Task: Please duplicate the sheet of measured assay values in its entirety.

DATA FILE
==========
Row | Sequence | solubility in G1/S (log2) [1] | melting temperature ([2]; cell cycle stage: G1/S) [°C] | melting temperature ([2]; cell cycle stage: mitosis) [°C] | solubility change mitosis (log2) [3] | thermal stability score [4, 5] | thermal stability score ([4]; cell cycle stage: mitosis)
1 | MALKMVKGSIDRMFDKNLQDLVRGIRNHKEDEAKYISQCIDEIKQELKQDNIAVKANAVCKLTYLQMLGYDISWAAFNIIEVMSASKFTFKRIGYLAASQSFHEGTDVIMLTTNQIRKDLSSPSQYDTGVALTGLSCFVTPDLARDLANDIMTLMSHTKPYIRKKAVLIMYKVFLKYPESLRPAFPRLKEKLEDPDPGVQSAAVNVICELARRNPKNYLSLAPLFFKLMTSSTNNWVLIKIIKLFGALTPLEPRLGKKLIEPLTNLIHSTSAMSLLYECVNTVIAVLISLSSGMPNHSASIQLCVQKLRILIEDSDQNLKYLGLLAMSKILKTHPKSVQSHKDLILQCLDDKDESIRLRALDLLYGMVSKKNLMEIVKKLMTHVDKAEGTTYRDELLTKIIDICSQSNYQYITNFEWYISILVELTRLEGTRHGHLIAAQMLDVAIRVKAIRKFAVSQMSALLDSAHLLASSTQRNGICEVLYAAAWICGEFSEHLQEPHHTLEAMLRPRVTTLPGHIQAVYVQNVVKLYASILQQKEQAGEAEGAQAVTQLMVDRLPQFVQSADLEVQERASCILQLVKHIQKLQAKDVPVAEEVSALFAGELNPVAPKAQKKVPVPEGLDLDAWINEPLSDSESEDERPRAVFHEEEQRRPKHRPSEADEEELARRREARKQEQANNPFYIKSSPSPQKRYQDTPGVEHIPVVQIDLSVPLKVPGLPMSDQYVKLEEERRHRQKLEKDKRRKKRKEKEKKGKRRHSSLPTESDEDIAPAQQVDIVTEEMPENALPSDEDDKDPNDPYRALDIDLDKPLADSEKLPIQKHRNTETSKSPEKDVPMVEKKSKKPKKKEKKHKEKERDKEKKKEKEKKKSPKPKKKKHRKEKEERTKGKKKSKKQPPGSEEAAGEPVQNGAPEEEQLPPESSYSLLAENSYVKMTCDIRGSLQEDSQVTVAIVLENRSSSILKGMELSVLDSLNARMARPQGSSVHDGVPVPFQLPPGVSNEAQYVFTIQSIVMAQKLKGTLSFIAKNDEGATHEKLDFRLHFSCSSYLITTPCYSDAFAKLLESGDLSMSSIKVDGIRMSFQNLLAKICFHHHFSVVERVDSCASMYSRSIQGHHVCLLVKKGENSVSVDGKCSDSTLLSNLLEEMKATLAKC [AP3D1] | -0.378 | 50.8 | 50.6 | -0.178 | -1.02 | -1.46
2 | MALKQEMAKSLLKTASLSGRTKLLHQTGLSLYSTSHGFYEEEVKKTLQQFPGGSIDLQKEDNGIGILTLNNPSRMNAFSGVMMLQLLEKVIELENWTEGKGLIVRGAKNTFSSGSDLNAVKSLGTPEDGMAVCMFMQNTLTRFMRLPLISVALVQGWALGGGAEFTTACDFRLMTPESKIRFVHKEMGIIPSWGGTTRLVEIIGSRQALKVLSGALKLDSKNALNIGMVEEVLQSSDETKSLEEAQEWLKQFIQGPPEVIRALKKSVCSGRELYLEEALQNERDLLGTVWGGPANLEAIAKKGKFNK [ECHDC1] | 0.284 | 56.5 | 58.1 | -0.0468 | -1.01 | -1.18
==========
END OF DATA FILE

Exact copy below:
Row | Sequence | solubility in G1/S (log2) [1] | melting temperature ([2]; cell cycle stage: G1/S) [°C] | melting temperature ([2]; cell cycle stage: mitosis) [°C] | solubility change mitosis (log2) [3] | thermal stability score [4, 5] | thermal stability score ([4]; cell cycle stage: mitosis)
1 | MALKMVKGSIDRMFDKNLQDLVRGIRNHKEDEAKYISQCIDEIKQELKQDNIAVKANAVCKLTYLQMLGYDISWAAFNIIEVMSASKFTFKRIGYLAASQSFHEGTDVIMLTTNQIRKDLSSPSQYDTGVALTGLSCFVTPDLARDLANDIMTLMSHTKPYIRKKAVLIMYKVFLKYPESLRPAFPRLKEKLEDPDPGVQSAAVNVICELARRNPKNYLSLAPLFFKLMTSSTNNWVLIKIIKLFGALTPLEPRLGKKLIEPLTNLIHSTSAMSLLYECVNTVIAVLISLSSGMPNHSASIQLCVQKLRILIEDSDQNLKYLGLLAMSKILKTHPKSVQSHKDLILQCLDDKDESIRLRALDLLYGMVSKKNLMEIVKKLMTHVDKAEGTTYRDELLTKIIDICSQSNYQYITNFEWYISILVELTRLEGTRHGHLIAAQMLDVAIRVKAIRKFAVSQMSALLDSAHLLASSTQRNGICEVLYAAAWICGEFSEHLQEPHHTLEAMLRPRVTTLPGHIQAVYVQNVVKLYASILQQKEQAGEAEGAQAVTQLMVDRLPQFVQSADLEVQERASCILQLVKHIQKLQAKDVPVAEEVSALFAGELNPVAPKAQKKVPVPEGLDLDAWINEPLSDSESEDERPRAVFHEEEQRRPKHRPSEADEEELARRREARKQEQANNPFYIKSSPSPQKRYQDTPGVEHIPVVQIDLSVPLKVPGLPMSDQYVKLEEERRHRQKLEKDKRRKKRKEKEKKGKRRHSSLPTESDEDIAPAQQVDIVTEEMPENALPSDEDDKDPNDPYRALDIDLDKPLADSEKLPIQKHRNTETSKSPEKDVPMVEKKSKKPKKKEKKHKEKERDKEKKKEKEKKKSPKPKKKKHRKEKEERTKGKKKSKKQPPGSEEAAGEPVQNGAPEEEQLPPESSYSLLAENSYVKMTCDIRGSLQEDSQVTVAIVLENRSSSILKGMELSVLDSLNARMARPQGSSVHDGVPVPFQLPPGVSNEAQYVFTIQSIVMAQKLKGTLSFIAKNDEGATHEKLDFRLHFSCSSYLITTPCYSDAFAKLLESGDLSMSSIKVDGIRMSFQNLLAKICFHHHFSVVERVDSCASMYSRSIQGHHVCLLVKKGENSVSVDGKCSDSTLLSNLLEEMKATLAKC [AP3D1] | -0.378 | 50.8 | 50.6 | -0.178 | -1.02 | -1.46
2 | MALKQEMAKSLLKTASLSGRTKLLHQTGLSLYSTSHGFYEEEVKKTLQQFPGGSIDLQKEDNGIGILTLNNPSRMNAFSGVMMLQLLEKVIELENWTEGKGLIVRGAKNTFSSGSDLNAVKSLGTPEDGMAVCMFMQNTLTRFMRLPLISVALVQGWALGGGAEFTTACDFRLMTPESKIRFVHKEMGIIPSWGGTTRLVEIIGSRQALKVLSGALKLDSKNALNIGMVEEVLQSSDETKSLEEAQEWLKQFIQGPPEVIRALKKSVCSGRELYLEEALQNERDLLGTVWGGPANLEAIAKKGKFNK [ECHDC1] | 0.284 | 56.5 | 58.1 | -0.0468 | -1.01 | -1.18